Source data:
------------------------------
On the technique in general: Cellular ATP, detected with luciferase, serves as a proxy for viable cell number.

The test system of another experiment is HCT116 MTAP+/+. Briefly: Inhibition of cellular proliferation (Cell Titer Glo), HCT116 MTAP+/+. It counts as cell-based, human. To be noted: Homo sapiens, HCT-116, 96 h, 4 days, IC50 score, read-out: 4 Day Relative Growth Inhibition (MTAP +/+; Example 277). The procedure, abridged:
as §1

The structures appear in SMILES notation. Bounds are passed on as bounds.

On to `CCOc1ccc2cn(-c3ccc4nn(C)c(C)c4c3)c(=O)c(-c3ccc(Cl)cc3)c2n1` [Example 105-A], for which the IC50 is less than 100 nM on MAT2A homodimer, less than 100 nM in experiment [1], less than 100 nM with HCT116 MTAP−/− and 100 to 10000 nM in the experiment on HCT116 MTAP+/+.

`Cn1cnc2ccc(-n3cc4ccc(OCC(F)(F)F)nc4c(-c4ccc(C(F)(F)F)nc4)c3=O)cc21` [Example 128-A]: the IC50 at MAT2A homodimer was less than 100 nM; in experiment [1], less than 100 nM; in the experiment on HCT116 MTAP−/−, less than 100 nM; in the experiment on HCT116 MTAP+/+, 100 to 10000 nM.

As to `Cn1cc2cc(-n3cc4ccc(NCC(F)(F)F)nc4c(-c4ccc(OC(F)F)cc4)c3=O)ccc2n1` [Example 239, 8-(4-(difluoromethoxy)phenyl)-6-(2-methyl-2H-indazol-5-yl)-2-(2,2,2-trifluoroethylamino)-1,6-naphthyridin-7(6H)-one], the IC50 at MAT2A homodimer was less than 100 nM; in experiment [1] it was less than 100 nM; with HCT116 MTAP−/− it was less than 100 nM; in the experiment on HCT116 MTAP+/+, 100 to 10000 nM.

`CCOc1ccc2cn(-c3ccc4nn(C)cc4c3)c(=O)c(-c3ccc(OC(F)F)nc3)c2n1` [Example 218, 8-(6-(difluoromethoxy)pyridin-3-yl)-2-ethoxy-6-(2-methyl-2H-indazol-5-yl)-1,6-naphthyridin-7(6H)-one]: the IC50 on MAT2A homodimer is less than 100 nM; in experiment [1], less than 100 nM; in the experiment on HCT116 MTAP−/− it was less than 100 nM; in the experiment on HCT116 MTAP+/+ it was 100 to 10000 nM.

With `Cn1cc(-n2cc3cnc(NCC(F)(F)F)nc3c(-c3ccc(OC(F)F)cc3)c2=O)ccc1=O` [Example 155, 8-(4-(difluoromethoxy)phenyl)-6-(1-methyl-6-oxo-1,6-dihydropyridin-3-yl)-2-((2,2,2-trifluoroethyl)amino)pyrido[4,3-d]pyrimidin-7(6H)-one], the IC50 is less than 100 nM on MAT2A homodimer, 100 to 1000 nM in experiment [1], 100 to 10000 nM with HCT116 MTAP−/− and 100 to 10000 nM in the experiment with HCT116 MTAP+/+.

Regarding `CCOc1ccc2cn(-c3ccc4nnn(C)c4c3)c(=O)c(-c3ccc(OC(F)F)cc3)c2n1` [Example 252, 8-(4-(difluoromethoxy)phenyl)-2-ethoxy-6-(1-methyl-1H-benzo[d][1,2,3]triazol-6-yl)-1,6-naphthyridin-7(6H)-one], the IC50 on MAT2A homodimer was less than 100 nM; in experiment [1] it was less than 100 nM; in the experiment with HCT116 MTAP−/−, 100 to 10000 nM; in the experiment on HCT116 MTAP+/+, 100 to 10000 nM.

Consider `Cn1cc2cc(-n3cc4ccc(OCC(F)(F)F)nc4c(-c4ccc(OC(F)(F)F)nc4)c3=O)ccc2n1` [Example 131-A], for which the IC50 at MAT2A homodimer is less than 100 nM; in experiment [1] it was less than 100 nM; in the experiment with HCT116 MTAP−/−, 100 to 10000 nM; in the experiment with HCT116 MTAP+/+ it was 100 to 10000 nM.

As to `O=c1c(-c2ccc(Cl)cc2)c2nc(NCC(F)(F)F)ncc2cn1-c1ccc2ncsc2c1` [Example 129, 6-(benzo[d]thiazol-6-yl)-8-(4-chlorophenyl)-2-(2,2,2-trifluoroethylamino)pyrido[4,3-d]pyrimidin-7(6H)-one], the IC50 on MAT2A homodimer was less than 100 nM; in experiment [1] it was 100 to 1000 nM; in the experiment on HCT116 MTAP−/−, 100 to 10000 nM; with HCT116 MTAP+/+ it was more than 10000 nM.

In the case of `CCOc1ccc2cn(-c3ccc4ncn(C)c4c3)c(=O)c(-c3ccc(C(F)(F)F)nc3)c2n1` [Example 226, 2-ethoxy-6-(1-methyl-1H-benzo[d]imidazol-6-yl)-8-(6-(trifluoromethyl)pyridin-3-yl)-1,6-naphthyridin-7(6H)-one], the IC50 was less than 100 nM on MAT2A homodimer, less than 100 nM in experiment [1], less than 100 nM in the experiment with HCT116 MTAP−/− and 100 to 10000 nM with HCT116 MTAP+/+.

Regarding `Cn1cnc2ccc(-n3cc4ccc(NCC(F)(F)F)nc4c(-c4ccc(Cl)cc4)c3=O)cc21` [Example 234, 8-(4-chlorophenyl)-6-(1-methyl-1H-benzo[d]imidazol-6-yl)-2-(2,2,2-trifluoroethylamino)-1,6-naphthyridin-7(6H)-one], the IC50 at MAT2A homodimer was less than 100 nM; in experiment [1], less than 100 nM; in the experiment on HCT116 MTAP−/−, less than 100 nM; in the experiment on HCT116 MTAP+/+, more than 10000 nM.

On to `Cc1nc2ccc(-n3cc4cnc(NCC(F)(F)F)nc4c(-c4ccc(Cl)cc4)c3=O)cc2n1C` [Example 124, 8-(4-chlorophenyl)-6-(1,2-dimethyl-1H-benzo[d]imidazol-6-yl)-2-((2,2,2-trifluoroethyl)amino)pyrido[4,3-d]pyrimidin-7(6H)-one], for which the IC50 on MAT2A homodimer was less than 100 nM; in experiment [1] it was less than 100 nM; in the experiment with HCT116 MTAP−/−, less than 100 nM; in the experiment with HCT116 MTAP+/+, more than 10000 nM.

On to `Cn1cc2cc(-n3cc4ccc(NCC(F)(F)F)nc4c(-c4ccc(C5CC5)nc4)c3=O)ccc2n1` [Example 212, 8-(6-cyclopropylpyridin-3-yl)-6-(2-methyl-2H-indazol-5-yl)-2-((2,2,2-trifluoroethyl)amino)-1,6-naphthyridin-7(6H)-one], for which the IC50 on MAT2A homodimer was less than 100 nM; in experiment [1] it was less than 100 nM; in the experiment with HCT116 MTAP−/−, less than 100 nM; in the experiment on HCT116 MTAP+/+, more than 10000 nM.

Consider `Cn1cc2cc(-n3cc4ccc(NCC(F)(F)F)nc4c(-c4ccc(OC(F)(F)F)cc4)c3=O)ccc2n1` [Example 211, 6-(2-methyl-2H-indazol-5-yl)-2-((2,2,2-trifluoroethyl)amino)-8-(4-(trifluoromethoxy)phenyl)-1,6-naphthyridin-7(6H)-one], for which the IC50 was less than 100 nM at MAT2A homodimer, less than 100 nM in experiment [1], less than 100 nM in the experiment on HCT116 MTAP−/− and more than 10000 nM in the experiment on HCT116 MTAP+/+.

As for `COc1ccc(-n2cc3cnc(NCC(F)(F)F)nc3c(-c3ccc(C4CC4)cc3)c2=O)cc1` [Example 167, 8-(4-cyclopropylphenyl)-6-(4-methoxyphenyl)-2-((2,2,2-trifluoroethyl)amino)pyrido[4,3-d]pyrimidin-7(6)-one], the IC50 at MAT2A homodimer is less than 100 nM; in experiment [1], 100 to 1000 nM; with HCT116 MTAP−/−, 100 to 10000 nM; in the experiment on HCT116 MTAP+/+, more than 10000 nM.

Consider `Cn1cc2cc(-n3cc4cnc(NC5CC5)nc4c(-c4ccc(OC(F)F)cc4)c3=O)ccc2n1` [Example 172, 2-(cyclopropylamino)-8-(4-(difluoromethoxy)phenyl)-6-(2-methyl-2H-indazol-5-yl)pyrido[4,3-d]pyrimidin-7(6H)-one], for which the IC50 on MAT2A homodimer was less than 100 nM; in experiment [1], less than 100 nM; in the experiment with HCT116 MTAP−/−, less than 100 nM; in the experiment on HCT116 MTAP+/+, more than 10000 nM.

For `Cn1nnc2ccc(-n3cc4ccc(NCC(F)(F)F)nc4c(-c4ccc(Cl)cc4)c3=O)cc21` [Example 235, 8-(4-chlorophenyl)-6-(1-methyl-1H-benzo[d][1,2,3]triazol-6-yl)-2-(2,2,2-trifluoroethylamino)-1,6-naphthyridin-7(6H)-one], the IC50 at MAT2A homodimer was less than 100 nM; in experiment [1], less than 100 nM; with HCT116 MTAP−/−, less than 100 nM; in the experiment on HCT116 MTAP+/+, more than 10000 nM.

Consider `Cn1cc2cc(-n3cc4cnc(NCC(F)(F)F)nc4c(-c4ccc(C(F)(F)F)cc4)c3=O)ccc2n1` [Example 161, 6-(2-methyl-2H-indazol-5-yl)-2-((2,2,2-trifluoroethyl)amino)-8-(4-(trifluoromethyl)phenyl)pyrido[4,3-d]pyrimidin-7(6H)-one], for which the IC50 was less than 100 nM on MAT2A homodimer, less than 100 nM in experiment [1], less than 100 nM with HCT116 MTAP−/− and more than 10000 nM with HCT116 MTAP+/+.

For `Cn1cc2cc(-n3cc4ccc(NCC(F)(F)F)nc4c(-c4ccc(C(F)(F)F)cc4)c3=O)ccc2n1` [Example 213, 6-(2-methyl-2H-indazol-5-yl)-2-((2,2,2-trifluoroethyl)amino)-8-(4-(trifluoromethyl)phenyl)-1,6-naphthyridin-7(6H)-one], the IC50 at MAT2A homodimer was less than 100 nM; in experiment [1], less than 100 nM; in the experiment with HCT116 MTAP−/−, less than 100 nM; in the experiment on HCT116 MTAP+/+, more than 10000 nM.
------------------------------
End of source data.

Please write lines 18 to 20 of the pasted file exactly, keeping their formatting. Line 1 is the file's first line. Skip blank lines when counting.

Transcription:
As for `COc1ccc(-n2cc3cnc(NCC(F)(F)F)nc3c(-c3ccc(C4CC4)cc3)c2=O)cc1` [Example 167, 8-(4-cyclopropylphenyl)-6-(4-methoxyphenyl)-2-((2,2,2-trifluoroethyl)amino)pyrido[4,3-d]pyrimidin-7(6)-one], the IC50 at MAT2A homodimer is less than 100 nM; in experiment [1], 100 to 1000 nM; with HCT116 MTAP−/−, 100 to 10000 nM; in the experiment on HCT116 MTAP+/+, more than 10000 nM.

Consider `Cn1cc2cc(-n3cc4cnc(NC5CC5)nc4c(-c4ccc(OC(F)F)cc4)c3=O)ccc2n1` [Example 172, 2-(cyclopropylamino)-8-(4-(difluoromethoxy)phenyl)-6-(2-methyl-2H-indazol-5-yl)pyrido[4,3-d]pyrimidin-7(6H)-one], for which the IC50 on MAT2A homodimer was less than 100 nM; in experiment [1], less than 100 nM; in the experiment with HCT116 MTAP−/−, less than 100 nM; in the experiment on HCT116 MTAP+/+, more than 10000 nM.

For `Cn1nnc2ccc(-n3cc4ccc(NCC(F)(F)F)nc4c(-c4ccc(Cl)cc4)c3=O)cc21` [Example 235, 8-(4-chlorophenyl)-6-(1-methyl-1H-benzo[d][1,2,3]triazol-6-yl)-2-(2,2,2-trifluoroethylamino)-1,6-naphthyridin-7(6H)-one], the IC50 at MAT2A homodimer was less than 100 nM; in experiment [1], less than 100 nM; with HCT116 MTAP−/−, less than 100 nM; in the experiment on HCT116 MTAP+/+, more than 10000 nM.